Before you determine what questions you should ask your prospective accountant you should ask yourself a few questions first. Please read my blog post on questions to ask yourself for a few examples.
1. Do you have a public accounting license? In order to have a public accounting license an accountant is required to:
• take professional development courses each year to ensure his knowledge is up to date,
• spend a set amount of time working in public accounting in the preceding 5 years which ensures her practical experience is up to date,
• have a practice inspection to ensure work is being performed to a suitable standard
2. Who will be working on my assignment? Will I interact with them? What are their qualifications?
Some accountants have a large number of staff that can include students or young accountants, by using one of these firms it might be possible to lower your annual accounting costs as the accountant himself does not spend as much time on your file. The down side is that the staff can turn-over fairly regularly resulting in you spending time “training” the “new guy” or having to constantly build a new relationship with your accountant as your contact from the prior year has moved to a different roll or changed companies.
3. How do you bill for your services? What is the fee range for jobs similar to mine?
Some accountants quote a fixed fee for work performed while others quote an hourly rate. Certain firms even quote a different hourly rate depending on who is doing the work and the type of work being performed. It is generally a good idea to get a range up front. It is difficult for an accountant to give an exact figure before the work begins as issues can come up causing the bill to increase, or the work could be completed faster and thus cost less than estimated.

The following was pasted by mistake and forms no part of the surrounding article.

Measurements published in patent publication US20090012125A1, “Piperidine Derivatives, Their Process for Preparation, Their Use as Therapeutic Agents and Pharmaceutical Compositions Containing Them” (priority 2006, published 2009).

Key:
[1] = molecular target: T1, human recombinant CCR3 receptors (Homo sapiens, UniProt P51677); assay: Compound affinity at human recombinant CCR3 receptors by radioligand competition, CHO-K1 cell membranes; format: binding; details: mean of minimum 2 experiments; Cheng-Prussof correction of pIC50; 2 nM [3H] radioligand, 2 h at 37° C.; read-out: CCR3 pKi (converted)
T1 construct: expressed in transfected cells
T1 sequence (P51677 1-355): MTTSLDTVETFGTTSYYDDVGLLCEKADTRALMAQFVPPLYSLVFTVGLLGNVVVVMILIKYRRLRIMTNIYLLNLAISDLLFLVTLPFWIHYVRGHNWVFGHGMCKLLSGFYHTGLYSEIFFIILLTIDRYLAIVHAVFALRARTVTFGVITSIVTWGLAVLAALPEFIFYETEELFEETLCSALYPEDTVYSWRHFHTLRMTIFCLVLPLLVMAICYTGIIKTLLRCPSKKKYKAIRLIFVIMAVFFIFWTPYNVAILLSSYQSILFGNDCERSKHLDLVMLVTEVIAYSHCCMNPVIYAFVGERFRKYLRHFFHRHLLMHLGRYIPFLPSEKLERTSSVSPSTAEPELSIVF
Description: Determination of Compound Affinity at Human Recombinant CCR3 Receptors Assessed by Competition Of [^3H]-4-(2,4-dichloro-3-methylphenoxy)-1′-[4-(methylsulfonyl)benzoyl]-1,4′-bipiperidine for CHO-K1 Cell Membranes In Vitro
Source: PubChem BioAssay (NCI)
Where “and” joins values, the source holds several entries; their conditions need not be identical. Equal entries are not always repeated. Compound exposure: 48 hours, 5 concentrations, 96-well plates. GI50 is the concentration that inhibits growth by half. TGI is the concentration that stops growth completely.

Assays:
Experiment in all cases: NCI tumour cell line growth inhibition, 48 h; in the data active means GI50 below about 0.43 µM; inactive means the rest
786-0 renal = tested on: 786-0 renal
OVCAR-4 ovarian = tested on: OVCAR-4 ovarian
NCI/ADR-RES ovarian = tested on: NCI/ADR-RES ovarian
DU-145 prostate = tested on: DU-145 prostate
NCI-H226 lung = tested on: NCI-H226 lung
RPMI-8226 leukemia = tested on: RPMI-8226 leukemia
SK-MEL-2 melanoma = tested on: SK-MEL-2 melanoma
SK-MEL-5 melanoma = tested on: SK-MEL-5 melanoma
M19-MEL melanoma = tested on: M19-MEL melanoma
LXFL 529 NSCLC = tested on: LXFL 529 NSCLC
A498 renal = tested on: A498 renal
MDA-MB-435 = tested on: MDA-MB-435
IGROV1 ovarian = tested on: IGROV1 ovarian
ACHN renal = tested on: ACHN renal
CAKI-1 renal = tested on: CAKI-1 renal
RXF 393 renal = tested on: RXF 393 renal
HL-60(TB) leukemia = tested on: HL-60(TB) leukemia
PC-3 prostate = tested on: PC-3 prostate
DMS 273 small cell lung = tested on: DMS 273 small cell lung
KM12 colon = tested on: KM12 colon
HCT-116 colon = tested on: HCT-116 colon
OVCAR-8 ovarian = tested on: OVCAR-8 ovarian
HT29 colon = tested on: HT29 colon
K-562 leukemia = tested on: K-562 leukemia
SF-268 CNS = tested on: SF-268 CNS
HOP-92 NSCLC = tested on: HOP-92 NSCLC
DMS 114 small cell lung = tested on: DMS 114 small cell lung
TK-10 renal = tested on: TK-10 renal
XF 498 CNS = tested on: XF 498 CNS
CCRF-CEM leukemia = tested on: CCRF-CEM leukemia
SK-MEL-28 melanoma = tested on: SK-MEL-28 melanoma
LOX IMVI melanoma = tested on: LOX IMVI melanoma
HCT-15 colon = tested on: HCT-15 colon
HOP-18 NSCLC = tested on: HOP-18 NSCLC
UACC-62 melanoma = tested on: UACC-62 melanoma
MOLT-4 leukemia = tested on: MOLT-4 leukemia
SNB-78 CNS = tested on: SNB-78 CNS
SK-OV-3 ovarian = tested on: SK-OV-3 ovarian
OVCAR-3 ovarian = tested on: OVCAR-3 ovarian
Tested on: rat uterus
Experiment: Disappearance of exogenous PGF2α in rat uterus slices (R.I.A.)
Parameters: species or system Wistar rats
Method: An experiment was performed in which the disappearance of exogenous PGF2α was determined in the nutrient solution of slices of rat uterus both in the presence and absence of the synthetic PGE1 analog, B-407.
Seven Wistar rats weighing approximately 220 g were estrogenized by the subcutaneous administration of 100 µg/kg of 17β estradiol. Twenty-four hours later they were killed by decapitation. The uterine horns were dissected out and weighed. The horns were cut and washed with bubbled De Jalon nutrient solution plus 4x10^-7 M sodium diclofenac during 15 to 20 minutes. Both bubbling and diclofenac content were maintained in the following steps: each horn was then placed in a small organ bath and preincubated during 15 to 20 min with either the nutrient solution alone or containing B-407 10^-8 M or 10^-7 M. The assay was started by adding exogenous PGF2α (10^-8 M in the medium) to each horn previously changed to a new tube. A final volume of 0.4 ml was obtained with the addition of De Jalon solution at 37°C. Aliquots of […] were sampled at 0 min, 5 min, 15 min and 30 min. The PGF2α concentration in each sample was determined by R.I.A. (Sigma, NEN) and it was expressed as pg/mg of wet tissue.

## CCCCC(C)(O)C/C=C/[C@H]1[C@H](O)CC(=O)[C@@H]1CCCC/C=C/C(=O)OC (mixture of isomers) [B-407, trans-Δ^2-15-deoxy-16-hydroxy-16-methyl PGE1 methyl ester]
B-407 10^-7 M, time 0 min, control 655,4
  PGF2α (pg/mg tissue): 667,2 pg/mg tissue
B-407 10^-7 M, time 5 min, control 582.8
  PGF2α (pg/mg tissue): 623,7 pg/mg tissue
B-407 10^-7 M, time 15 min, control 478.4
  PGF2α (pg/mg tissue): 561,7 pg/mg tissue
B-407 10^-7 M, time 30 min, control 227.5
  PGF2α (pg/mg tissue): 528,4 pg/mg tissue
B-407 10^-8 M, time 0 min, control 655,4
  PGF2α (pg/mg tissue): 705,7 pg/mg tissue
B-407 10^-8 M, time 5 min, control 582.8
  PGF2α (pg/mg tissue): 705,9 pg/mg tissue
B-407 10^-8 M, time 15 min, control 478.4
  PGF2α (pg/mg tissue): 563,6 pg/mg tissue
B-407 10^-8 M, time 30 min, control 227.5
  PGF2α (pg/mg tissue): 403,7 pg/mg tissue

4. Are you actively involved in the community?
An accountant activity involved with the community will have reliable contacts to assist you with other specialists such as lawyers, marketing specialists etc. An added benefit to an accountant active in the business community is that he can see opportunities for you and introduce you to prospective clients.
5. Determine if you will be an important client to your Accountant.
If you are an important client to your Accountant he is more likely to go above and beyond to assist you and ensure that you are being properly serviced.
6. Find an accountant who is focused on building a long-term relationship with you.
An accountant with a long-term perspective will naturally take the job more seriously.
7. Does your accountant use the most up-to date software and technology to ensure his business is running as efficiently as possible?
This will mean he is more efficient with his time when working on your engagement and also be able to advise you on technologies to help your business increase in efficiency.
8. Will you be there when I need you throughout the year?
Some accountants only work certain times of the year which means that if you have an issue and need guidance during the year it might be hard to get an answer if your accountant is away.
9. Why should I pick your firm?
This is a good question to ask to see how well he can put himself in your shoes as a client.